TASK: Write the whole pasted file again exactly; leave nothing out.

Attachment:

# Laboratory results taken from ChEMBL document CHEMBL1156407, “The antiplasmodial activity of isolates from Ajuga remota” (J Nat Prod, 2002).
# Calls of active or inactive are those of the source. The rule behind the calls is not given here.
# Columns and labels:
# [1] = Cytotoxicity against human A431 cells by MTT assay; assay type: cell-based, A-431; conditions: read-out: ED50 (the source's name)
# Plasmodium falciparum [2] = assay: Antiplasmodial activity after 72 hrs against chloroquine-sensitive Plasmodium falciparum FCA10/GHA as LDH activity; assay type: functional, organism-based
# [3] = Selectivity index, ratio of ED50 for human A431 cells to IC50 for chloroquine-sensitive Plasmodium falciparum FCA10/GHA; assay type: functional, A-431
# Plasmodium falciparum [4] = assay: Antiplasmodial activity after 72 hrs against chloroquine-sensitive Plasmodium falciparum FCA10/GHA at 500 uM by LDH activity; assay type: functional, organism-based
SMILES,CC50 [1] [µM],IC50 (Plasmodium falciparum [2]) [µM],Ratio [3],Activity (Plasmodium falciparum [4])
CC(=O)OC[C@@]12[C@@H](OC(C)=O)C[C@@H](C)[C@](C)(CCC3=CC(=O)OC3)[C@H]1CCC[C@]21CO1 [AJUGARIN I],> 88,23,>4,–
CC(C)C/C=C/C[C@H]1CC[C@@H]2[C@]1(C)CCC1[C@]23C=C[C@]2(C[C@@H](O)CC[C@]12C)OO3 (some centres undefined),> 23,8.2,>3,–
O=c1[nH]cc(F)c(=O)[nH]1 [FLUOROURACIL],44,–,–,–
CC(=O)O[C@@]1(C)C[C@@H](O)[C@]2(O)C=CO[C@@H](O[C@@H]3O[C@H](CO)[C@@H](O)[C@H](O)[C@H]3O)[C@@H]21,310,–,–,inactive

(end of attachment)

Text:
# Laboratory results taken from ChEMBL document CHEMBL1156407, “The antiplasmodial activity of isolates from Ajuga remota” (J Nat Prod, 2002).
# Calls of active or inactive are those of the source. The rule behind the calls is not given here.
# Columns and labels:
# [1] = Cytotoxicity against human A431 cells by MTT assay; assay type: cell-based, A-431; conditions: read-out: ED50 (the source's name)
# Plasmodium falciparum [2] = assay: Antiplasmodial activity after 72 hrs against chloroquine-sensitive Plasmodium falciparum FCA10/GHA as LDH activity; assay type: functional, organism-based
# [3] = Selectivity index, ratio of ED50 for human A431 cells to IC50 for chloroquine-sensitive Plasmodium falciparum FCA10/GHA; assay type: functional, A-431
# Plasmodium falciparum [4] = assay: Antiplasmodial activity after 72 hrs against chloroquine-sensitive Plasmodium falciparum FCA10/GHA at 500 uM by LDH activity; assay type: functional, organism-based
SMILES,CC50 [1] [µM],IC50 (Plasmodium falciparum [2]) [µM],Ratio [3],Activity (Plasmodium falciparum [4])
CC(=O)OC[C@@]12[C@@H](OC(C)=O)C[C@@H](C)[C@](C)(CCC3=CC(=O)OC3)[C@H]1CCC[C@]21CO1 [AJUGARIN I],> 88,23,>4,–
CC(C)C/C=C/C[C@H]1CC[C@@H]2[C@]1(C)CCC1[C@]23C=C[C@]2(C[C@@H](O)CC[C@]12C)OO3 (some centres undefined),> 23,8.2,>3,–
O=c1[nH]cc(F)c(=O)[nH]1 [FLUOROURACIL],44,–,–,–
CC(=O)O[C@@]1(C)C[C@@H](O)[C@]2(O)C=CO[C@@H](O[C@@H]3O[C@H](CO)[C@@H](O)[C@H](O)[C@H]3O)[C@@H]21,310,–,–,inactive